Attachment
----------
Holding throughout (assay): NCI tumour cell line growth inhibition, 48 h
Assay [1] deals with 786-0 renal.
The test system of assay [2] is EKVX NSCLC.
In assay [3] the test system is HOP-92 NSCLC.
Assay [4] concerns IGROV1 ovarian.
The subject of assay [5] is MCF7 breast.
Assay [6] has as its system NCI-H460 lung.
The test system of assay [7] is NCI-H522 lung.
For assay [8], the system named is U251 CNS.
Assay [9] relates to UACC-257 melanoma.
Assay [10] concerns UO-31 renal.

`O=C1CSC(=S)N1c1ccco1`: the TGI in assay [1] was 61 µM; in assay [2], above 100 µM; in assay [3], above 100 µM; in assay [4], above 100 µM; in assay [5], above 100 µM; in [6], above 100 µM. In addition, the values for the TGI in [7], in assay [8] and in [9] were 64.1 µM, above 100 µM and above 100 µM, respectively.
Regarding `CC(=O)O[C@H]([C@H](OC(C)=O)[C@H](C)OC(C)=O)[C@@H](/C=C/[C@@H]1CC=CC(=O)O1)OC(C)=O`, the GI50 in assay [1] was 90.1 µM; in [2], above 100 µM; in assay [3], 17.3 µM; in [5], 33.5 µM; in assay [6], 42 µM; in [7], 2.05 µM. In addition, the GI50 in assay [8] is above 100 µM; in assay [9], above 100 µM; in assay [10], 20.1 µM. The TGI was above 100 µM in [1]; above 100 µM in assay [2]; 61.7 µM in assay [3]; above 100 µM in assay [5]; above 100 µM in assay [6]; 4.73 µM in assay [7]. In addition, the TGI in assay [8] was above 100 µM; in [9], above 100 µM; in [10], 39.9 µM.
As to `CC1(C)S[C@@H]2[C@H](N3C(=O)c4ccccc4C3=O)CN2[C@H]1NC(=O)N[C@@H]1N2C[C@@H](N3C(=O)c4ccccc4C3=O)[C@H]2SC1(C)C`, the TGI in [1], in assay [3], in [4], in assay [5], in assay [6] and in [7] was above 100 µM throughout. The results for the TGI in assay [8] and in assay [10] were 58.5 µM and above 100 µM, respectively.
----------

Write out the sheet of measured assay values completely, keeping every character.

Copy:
Holding throughout (assay): NCI tumour cell line growth inhibition, 48 h
Assay [1] deals with 786-0 renal.
The test system of assay [2] is EKVX NSCLC.
In assay [3] the test system is HOP-92 NSCLC.
Assay [4] concerns IGROV1 ovarian.
The subject of assay [5] is MCF7 breast.
Assay [6] has as its system NCI-H460 lung.
The test system of assay [7] is NCI-H522 lung.
For assay [8], the system named is U251 CNS.
Assay [9] relates to UACC-257 melanoma.
Assay [10] concerns UO-31 renal.

`O=C1CSC(=S)N1c1ccco1`: the TGI in assay [1] was 61 µM; in assay [2], above 100 µM; in assay [3], above 100 µM; in assay [4], above 100 µM; in assay [5], above 100 µM; in [6], above 100 µM. In addition, the values for the TGI in [7], in assay [8] and in [9] were 64.1 µM, above 100 µM and above 100 µM, respectively.
Regarding `CC(=O)O[C@H]([C@H](OC(C)=O)[C@H](C)OC(C)=O)[C@@H](/C=C/[C@@H]1CC=CC(=O)O1)OC(C)=O`, the GI50 in assay [1] was 90.1 µM; in [2], above 100 µM; in assay [3], 17.3 µM; in [5], 33.5 µM; in assay [6], 42 µM; in [7], 2.05 µM. In addition, the GI50 in assay [8] is above 100 µM; in assay [9], above 100 µM; in assay [10], 20.1 µM. The TGI was above 100 µM in [1]; above 100 µM in assay [2]; 61.7 µM in assay [3]; above 100 µM in assay [5]; above 100 µM in assay [6]; 4.73 µM in assay [7]. In addition, the TGI in assay [8] was above 100 µM; in [9], above 100 µM; in [10], 39.9 µM.
As to `CC1(C)S[C@@H]2[C@H](N3C(=O)c4ccccc4C3=O)CN2[C@H]1NC(=O)N[C@@H]1N2C[C@@H](N3C(=O)c4ccccc4C3=O)[C@H]2SC1(C)C`, the TGI in [1], in assay [3], in [4], in assay [5], in assay [6] and in [7] was above 100 µM throughout. The results for the TGI in assay [8] and in assay [10] were 58.5 µM and above 100 µM, respectively.